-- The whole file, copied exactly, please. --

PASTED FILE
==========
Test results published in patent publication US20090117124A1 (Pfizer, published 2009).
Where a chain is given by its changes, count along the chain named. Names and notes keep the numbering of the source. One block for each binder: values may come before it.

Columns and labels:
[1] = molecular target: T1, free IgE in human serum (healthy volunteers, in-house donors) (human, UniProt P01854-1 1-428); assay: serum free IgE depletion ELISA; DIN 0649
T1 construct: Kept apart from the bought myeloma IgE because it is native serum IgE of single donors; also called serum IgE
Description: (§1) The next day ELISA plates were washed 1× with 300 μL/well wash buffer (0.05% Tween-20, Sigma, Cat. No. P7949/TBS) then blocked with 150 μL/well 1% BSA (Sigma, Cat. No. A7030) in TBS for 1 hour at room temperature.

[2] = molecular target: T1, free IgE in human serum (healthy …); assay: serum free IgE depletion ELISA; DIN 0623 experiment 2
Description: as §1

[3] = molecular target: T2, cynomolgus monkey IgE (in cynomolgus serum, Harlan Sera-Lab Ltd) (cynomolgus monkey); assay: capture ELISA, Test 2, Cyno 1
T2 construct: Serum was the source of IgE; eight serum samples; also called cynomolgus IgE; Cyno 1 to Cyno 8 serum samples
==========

Test results published in patent publication US20090117124A1 (Pfizer, published 2009).
Where a chain is given by its changes, count along the chain named. Names and notes keep the numbering of the source. One block for each binder: values may come before it.

Columns and labels:
[1] = molecular target: T1, free IgE in human serum (healthy volunteers, in-house donors) (human, UniProt P01854-1 1-428); assay: serum free IgE depletion ELISA; DIN 0649
T1 construct: Kept apart from the bought myeloma IgE because it is native serum IgE of single donors; also called serum IgE
Description: (§1) The next day ELISA plates were washed 1× with 300 μL/well wash buffer (0.05% Tween-20, Sigma, Cat. No. P7949/TBS) then blocked with 150 μL/well 1% BSA (Sigma, Cat. No. A7030) in TBS for 1 hour at room temperature.

[2] = molecular target: T1, free IgE in human serum (healthy …); assay: serum free IgE depletion ELISA; DIN 0623 experiment 2
Description: as §1

[3] = molecular target: T2, cynomolgus monkey IgE (in cynomolgus serum, Harlan Sera-Lab Ltd) (cynomolgus monkey); assay: capture ELISA, Test 2, Cyno 1
T2 construct: Serum was the source of IgE; eight serum samples; also called cynomolgus IgE; Cyno 1 to Cyno 8 serum samples